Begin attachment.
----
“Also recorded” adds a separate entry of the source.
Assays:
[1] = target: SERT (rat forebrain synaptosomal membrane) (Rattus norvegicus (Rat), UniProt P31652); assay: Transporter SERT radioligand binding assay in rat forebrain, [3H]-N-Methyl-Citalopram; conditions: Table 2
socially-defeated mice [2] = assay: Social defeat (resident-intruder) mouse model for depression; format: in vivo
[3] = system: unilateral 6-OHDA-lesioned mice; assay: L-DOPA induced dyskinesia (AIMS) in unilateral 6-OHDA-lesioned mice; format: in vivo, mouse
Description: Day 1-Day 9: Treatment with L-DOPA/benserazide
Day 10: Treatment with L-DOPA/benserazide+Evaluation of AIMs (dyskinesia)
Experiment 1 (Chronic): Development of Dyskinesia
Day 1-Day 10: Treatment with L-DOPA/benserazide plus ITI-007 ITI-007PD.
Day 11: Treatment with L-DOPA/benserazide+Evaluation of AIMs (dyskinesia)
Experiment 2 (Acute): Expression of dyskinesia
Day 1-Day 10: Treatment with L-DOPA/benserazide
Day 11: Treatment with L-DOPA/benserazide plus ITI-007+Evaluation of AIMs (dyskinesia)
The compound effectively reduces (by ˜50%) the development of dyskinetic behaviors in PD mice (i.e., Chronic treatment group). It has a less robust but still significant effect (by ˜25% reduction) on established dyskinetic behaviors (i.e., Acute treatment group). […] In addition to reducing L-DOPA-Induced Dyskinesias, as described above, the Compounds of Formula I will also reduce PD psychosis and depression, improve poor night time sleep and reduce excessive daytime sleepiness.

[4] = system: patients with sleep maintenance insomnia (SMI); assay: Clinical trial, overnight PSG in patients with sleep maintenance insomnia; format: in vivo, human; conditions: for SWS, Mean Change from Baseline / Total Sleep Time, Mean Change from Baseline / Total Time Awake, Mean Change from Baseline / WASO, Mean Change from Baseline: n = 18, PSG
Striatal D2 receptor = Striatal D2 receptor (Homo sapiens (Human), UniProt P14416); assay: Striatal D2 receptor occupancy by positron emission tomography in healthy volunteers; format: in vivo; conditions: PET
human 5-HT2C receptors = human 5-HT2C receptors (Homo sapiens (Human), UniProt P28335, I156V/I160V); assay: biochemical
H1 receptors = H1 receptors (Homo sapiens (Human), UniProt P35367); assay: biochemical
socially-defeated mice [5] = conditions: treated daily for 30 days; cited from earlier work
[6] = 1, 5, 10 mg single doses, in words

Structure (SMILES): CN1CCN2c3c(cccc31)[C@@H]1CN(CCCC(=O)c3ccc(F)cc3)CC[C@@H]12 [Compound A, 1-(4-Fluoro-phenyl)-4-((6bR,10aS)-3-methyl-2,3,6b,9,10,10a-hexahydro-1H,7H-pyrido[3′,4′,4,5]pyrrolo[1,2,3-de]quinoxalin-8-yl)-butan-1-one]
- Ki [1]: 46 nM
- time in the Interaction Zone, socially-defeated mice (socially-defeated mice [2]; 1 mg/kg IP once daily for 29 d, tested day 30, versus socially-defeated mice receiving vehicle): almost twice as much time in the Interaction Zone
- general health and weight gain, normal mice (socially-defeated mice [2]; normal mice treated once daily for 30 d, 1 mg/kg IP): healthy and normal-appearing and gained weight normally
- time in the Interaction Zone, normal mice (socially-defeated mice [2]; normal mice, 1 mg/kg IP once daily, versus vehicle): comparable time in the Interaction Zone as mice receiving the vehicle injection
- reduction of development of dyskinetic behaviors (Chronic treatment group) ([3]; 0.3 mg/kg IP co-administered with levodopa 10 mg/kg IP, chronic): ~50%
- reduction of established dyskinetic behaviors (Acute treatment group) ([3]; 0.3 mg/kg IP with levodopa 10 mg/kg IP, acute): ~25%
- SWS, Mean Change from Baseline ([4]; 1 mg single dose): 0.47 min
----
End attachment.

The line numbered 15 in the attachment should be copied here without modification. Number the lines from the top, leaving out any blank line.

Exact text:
[4] = system: patients with sleep maintenance insomnia (SMI); assay: Clinical trial, overnight PSG in patients with sleep maintenance insomnia; format: in vivo, human; conditions: for SWS, Mean Change from Baseline / Total Sleep Time, Mean Change from Baseline / Total Time Awake, Mean Change from Baseline / WASO, Mean Change from Baseline: n = 18, PSG